A well-kept house makes the sale easier. Faded walls or damaged woodwork lessens a buyer's interest.
Take care of the exterior. An attractive outside appearance will entice the buyer to visit the interior. Take care of the lawn, flowerbeds and driveways. In winter, remove snow from sidewalks and porches.
Do any work that needs doing. Cleanliness is essential. Clean, clear windows and shining surfaces are precious aids.
Repair faucets. A leaky faucet raises questions about the quality of the plumbing.
Make any necessary adjustments. A door that doesn't close, molding which is unglued, a loose doorknob… all details that attract a buyer’s attention.
From the basement to the attic. Don’t neglect areas that are used infrequently. Remove unnecessary items that have accumulated in the basement or attic. Make the storage space stand out.
Keep an eye on stairways. Cluttered stairways are dangerous and leave a bad impression on the buyer.
The illusion of closet space. Well-ordered clothing and articles placed tidily in closets are a sign of convenience and comfort.
The kitchen is important. To charm your visitors, make sure that kitchen utensils are clean, counters are clear and the decoration in tasteful.
Check the bathroom twice. A bright, clean bathroom will often make a sale easier.
The bedrooms must be welcoming. Even though they are a place of rest, their importance is capital; they are more attractive if they are tidy.
To ensure that the visit will leave a good impression, here are a few rules to follow:
The first impression. Remember the old saying that says you never get a second chance to make a good first impression. Make sure that the front of your house is clean and welcoming; pick up any leaves and litter, shovel in winter and mow the lawn and trim the hedges in summer. These small details are enough to create a good first impression.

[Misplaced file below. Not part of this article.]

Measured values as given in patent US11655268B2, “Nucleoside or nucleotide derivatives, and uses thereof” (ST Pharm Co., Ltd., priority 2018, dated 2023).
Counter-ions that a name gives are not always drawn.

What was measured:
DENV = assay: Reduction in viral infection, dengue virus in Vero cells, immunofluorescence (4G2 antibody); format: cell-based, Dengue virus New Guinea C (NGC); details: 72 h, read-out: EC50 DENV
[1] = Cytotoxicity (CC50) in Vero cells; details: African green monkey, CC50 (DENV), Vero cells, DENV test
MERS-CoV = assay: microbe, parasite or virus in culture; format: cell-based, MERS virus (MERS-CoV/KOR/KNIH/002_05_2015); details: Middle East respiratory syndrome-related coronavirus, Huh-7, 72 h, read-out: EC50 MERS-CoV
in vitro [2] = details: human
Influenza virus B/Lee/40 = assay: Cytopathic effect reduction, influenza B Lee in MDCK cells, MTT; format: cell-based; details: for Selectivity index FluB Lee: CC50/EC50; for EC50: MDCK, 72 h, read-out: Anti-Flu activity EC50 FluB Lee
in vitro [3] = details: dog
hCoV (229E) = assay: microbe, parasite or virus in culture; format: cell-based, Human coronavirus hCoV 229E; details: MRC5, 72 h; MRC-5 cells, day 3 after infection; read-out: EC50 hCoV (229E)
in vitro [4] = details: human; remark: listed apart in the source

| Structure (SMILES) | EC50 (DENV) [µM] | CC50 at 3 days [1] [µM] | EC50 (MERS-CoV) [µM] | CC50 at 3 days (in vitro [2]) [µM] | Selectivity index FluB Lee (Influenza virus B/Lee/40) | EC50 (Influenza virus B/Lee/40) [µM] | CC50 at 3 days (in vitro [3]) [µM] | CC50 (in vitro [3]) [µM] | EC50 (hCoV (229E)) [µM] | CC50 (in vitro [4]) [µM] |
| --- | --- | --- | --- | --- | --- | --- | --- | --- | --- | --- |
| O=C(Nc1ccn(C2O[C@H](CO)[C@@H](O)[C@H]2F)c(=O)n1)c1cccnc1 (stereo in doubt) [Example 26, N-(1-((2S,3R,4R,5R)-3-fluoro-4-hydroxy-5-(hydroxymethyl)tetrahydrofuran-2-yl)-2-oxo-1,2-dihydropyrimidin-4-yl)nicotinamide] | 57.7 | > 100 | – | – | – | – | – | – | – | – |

Light is your ally. Generous lighting is always welcoming. Pull back the curtains and let the light in. In the evening light up the inside and the outside.
Stay out of the way. Let your Realtor accompany the visitors. He knows what the buyer is looking for and can point them out more easily.
Don't make the buyer uncomfortable. The more people present the more the buyer will feel he is a bother. He may cut short his visit before having seen the entire house.
The atmosphere is important. Your Realtor and the buyer must be able to talk freely. A loud television or sound system can be bothersome.
Animals are not everyone's friends. Even if your pets are very docile, some people don’t appreciate them. As much as possible, keep pets away.
Discretion is worth its weight in gold. Don’t try to make conversation. It’s not you he came to see, it’s your house.
Taste and colours are not always the same. Let your Realtor handle any objections the visitor may raise.
Don’t be pushy! Don’t try to interest the buyer in buying furniture or carpets before he decides to buy the house. You could compromise the sale. It’s important to wait for the right moment.
Don’t negotiate with the buyer. It’s tempting to talk price to the buyer or even the takeover date, but it’s best to leave that to your Realtor. He’s qualified to negotiate quickly and to take your interests to heart.